Hepatitis c virus screening and prevalence in US department of veterans affairs healthcare facilities
Methods: We used the VA's Corporate Data Warehouse to identify the birth dates and VA laboratory tests from October 1, 1999 onward of all Veterans with at least one VA outpatient visit in 2011. We accepted HCV antibody, viral load and genotype tests performed on any date as evidence of HCV screening and detectable viral load or genotype results as evidence of HCV infection. We calculated HCV screening rates, supplementary HCV RNA testing rates, anti-HCV prevalence and HCV infection prevalence.
Results: Among 5,415,084 Veterans, median HCV screening rates from 130 reporting medical centers encompassing all VA healthcare facilities were 39.5% (range 13.1%-88.1%) for those born before 1945, 64.4% (range 33.4%-90.1%) for those born during 1945-1965 and 60.5% (range 30.5%-86.5%) for those born after 1965. In over 2.8 million Veterans screened, median anti-HCV prevalence across the 130 medical centers was 2.7% (range 0.6%-8.2%) for those born before 1945, 13.4% (range 5.4%-28.4%) for those born during 1945-1965 and 1.9% (range 0.6%-6.5%) for those born after 1965. Median HCV infection prevalence across the facilities was 1.5% (range 0.3%-5.9%) for those born before 1945, 10.2% (range 3.5%-23.3%) for those born during 1945-1965 and 1.2% (range 0.3%-4.7%) for those born after 1965.
Conclusions: Among Veterans in recent VA care, HCV screening rates were highest among those born during 1945-1965. The wide variation across VA healthcare facilities in HCV screening rates in the critical birth cohort reveals a target for practice improvement but also demonstrates that extremely high performance can be achieved. Anti-HCV and HCV infection prevalence was markedly elevated among those born during 1945-1965 compared to those born before or after this birth cohort. Prevalence of anti-HCV and HCV infection varied less across facilities than HCV screening rates. The lowest observed HCV infection prevalence of 3.5% in the 1945-1965 birth cohort was still higher than the estimated 2.4% prevalence in this birth cohort in the general US population.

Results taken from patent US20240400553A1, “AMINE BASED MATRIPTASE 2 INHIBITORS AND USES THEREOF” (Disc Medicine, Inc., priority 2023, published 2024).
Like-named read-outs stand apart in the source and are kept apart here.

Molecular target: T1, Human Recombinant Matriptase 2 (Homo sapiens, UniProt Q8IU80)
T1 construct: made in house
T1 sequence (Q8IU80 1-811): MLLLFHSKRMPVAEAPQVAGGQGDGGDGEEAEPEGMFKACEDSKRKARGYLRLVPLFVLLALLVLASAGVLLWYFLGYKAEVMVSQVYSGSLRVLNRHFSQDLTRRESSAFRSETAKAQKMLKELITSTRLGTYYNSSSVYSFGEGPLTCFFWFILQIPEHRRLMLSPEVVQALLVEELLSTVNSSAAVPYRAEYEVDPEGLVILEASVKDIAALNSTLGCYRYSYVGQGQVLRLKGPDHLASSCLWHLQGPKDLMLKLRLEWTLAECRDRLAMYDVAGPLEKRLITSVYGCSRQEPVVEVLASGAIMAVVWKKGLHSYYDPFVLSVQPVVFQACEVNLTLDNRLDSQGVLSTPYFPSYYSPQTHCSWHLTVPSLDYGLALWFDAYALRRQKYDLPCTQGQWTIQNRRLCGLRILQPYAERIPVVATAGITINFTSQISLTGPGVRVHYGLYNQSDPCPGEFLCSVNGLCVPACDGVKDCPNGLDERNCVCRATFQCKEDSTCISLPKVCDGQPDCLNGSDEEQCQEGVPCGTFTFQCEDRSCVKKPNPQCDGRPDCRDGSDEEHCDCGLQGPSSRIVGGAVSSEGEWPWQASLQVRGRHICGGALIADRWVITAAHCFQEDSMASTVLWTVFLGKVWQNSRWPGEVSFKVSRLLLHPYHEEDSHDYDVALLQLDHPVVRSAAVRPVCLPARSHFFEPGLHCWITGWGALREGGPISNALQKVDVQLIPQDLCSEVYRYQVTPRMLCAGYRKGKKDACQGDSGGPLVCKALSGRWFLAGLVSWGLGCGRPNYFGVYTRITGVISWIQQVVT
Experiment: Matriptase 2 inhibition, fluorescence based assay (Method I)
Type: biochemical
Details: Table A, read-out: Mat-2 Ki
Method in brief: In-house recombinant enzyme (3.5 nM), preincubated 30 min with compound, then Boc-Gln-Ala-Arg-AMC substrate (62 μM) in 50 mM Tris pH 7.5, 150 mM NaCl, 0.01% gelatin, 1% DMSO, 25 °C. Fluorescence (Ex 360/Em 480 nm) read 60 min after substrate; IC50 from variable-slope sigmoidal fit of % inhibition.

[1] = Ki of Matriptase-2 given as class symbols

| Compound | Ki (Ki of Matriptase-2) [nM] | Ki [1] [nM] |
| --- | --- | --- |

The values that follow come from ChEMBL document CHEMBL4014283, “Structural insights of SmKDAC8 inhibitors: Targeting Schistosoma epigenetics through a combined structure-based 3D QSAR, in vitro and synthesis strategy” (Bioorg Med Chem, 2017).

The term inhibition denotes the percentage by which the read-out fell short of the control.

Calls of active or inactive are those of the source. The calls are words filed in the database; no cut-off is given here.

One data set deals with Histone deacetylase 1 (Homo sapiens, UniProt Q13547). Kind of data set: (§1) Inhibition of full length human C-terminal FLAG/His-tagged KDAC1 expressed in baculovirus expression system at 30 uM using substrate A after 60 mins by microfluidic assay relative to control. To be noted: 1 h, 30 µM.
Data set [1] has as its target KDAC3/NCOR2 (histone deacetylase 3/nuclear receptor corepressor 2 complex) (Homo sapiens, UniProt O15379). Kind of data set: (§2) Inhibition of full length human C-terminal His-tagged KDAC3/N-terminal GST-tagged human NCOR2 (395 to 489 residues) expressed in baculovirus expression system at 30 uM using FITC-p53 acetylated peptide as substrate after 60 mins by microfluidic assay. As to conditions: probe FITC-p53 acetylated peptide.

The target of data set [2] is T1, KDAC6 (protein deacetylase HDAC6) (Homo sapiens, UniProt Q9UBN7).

Learning Areas:Chronic disease management and prevention
Clinical medicine applied in public health
Public health or related laws, regulations, standards, or guidelines
Assess the extent to which Veterans, particularly those born during 1945-1965 have been screened for hepatitis C virus Assess the extent to which HCV screening rates vary across VA healthcare facilities Assess the extent to which anti-HCV prevalence and HCV infection prevalence vary across VA healthcare facilities
Keyword(s): Hepatitis C, Screening
Qualified on the content I am responsible for because: I have been the National Clinical Manager of the Department of Veterans Affairs (VA) registry for Hepatitis C for over 10 years. In this position, I am responsible for using national VA data to improve hepatitis C care nationwide. I have been the principal investigator on multiple research projects concerning hepatitis C care in VA.
Any relevant financial relationships? No
I agree to comply with the American Public Health Association Conflict of Interest and Commercial Support Guidelines, and to disclose to the participants any off-label or experimental uses of a commercial product or service discussed in my presentation.